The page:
Your browser is no longer supported

For the best possible experience using our website we recommend you upgrade to a newer version or another browser.

Your browser appears to have cookies disabled. For the best experience of this website, please enable cookies in your browser

We'll assume we have your consent to use cookies, for example so you won't need to log in each time you visit our site.
Learn more

Reforms mean 'age of apprentice' is at hand

An enthusiastic response has followed the government’s revision of apprenticeships, with the Federation of Master Builders predicting the beginning of the “age of the apprentice”.

This has resulted from the announcement that the term ‘apprenticeship’ will be legally protected from misuse.

FMB chief executive Brian Berry said: “Apprenticeships simply don’t have the status they deserve. The government’s latest apprenticeship reforms are a positive step – in particular, giving legal protection to the term ‘apprenticeship’ should help tackle its blatant misuse by some organisations in some sectors.

“High-quality apprenticeships should be viewed by society just as favourably as university degrees and protecting the term from misuse will help ensure this is the case.”

He said the government aim of delivering three million apprenticeships to be “suitably ambitious”, but that reforms would be needed.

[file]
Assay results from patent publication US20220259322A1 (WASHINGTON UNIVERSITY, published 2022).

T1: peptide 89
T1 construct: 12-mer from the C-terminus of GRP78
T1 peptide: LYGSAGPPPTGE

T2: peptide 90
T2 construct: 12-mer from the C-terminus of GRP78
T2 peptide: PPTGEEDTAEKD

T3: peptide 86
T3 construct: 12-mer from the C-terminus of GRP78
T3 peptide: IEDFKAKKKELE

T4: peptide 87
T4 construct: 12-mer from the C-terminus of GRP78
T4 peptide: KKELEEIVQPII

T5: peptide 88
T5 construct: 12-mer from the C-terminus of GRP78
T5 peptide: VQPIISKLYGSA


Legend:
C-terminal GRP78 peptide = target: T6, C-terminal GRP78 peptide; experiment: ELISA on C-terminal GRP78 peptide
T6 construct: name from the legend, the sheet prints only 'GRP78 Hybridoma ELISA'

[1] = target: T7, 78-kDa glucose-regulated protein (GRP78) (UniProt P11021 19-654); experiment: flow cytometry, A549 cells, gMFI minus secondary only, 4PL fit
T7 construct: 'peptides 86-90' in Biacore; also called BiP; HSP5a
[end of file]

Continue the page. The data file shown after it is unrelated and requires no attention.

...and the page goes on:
“As construction accounts for around 7% of GDP, it means our sector should be responsible for around 210,000 of these apprenticeships, which equates to 42,000 a year over the next parliament,” Mr Berry said.

“Given that the industry only achieved 16,000 in 2013/2014, there is a lot of work to be done.”

Mr Berry agreed with the government statement that it must “practice what it preaches” and drive apprenticeships through public-sector contracts.

“As almost 40% of total construction output is public sector, this is absolutely key. Firms should never be awarded public-sector work by central or local government unless they have committed to training an appropriate proportion of apprentices,” he said.

“Where contracts are not long enough to sustain an entire apprenticeship, shared apprenticeship schemes should be used. In the past, there has been evidence to suggest that pledges by firms to train apprentices have not transpired.

“Government needs to get better at policing its contractual stipulations if we are to really crank up the level of apprenticeships via the public sector.”